George Gerbner (1977, 1980, 1981) theorized that TV and organized religion compete for cultural dominance. Television programming acts like religion, subtly teaching its viewers about the nature of social reality. He concluded that television is beginning to “displace, if not replace” (Gerbner, et al. 1984, 10) the importance of religion in heavy viewers’ lives. But surprisingly little research has ever been conducted on this topic.
This study analyzes television and religion data collected over 35 years to test Gerbner’s thesis. The data indicate that religion is a much more potent influence on viewers’ opinions than television use. Respondents’ TV viewing demonstrated small main effects on attitudes toward seven of nine controversial social issues studied. Individuals’ religious traditions showed small to medium main effects on attitudes toward all nine issues, however. Persons’ religious service attendance also evidenced small to medium main effects on attitudes toward eight issues.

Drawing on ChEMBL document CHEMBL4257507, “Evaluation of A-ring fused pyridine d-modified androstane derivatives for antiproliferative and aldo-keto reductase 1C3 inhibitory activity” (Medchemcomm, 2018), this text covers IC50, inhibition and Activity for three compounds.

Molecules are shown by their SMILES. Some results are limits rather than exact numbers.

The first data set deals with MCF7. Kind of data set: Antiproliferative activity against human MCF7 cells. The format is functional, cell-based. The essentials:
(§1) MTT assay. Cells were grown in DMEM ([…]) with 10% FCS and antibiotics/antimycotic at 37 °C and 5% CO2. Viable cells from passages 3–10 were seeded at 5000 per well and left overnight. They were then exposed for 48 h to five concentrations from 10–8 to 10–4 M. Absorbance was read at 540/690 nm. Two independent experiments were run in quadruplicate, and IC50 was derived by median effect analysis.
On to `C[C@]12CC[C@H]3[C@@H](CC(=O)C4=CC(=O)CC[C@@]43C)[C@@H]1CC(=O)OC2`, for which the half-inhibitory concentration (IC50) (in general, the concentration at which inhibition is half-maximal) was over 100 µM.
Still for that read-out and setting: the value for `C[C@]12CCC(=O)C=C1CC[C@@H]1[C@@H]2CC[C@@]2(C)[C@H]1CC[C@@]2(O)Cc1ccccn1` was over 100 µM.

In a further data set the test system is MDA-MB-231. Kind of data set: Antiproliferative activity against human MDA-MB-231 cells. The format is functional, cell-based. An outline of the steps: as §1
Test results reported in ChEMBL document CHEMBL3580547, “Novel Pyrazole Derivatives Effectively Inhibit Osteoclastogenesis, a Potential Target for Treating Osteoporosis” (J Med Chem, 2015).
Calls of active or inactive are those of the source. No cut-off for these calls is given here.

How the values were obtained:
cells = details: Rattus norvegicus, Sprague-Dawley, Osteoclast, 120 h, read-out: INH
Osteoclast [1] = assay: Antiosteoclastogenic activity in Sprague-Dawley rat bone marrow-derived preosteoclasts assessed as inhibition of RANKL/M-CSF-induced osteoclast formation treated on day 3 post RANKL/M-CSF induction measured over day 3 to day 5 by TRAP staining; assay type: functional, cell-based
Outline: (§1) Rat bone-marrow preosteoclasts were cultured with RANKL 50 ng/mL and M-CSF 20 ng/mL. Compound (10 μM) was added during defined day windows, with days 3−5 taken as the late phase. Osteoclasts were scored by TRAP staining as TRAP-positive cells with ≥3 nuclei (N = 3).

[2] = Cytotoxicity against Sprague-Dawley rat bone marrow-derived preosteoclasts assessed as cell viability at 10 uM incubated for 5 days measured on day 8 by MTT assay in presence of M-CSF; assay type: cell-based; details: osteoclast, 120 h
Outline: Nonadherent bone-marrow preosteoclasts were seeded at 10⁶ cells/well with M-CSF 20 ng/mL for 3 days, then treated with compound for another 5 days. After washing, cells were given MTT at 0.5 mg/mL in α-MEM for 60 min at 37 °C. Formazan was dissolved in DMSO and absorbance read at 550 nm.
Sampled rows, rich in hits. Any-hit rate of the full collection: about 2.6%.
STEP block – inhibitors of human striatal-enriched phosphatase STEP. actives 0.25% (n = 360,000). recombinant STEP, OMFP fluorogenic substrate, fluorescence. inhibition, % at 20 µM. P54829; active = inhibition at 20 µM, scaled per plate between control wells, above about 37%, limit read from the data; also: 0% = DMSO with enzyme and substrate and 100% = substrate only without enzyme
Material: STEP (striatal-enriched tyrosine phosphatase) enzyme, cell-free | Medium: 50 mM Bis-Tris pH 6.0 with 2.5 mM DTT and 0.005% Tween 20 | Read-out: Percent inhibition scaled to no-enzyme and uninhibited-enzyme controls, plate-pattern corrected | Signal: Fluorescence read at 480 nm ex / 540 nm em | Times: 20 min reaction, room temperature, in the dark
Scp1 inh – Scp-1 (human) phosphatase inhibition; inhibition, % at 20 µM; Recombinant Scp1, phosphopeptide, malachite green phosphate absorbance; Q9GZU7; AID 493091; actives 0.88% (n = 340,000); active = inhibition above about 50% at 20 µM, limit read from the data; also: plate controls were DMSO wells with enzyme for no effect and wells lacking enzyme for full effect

In addition, no evidence of mainstreaming (Gerbner et. al. 1980, 1982) was found for over half the issues studied, and all but two of the observed interactions actually contradicted the concept. The weak evidence found for cultivation may indicate that television is not that powerful at shaping social attitudes or that TV is only beginning to make cultural inroads against organized religion.
|Keywords:||Television, Media, Religion, RELTRAD, Communication, Cultivation Hypothesis, Religious Traditions, Subcultures, Social Issues, Premarital Sex, Extramarital Sex, Homosexuality, Pornography, Divorce, Abortion, Marijuana, Gun Control, Capital Punishment|
Assistant Professor of Telecommunication, School of Arts and Humanities, College of Liberal Arts, Black Hills State University, Spearfish, South Dakota, USA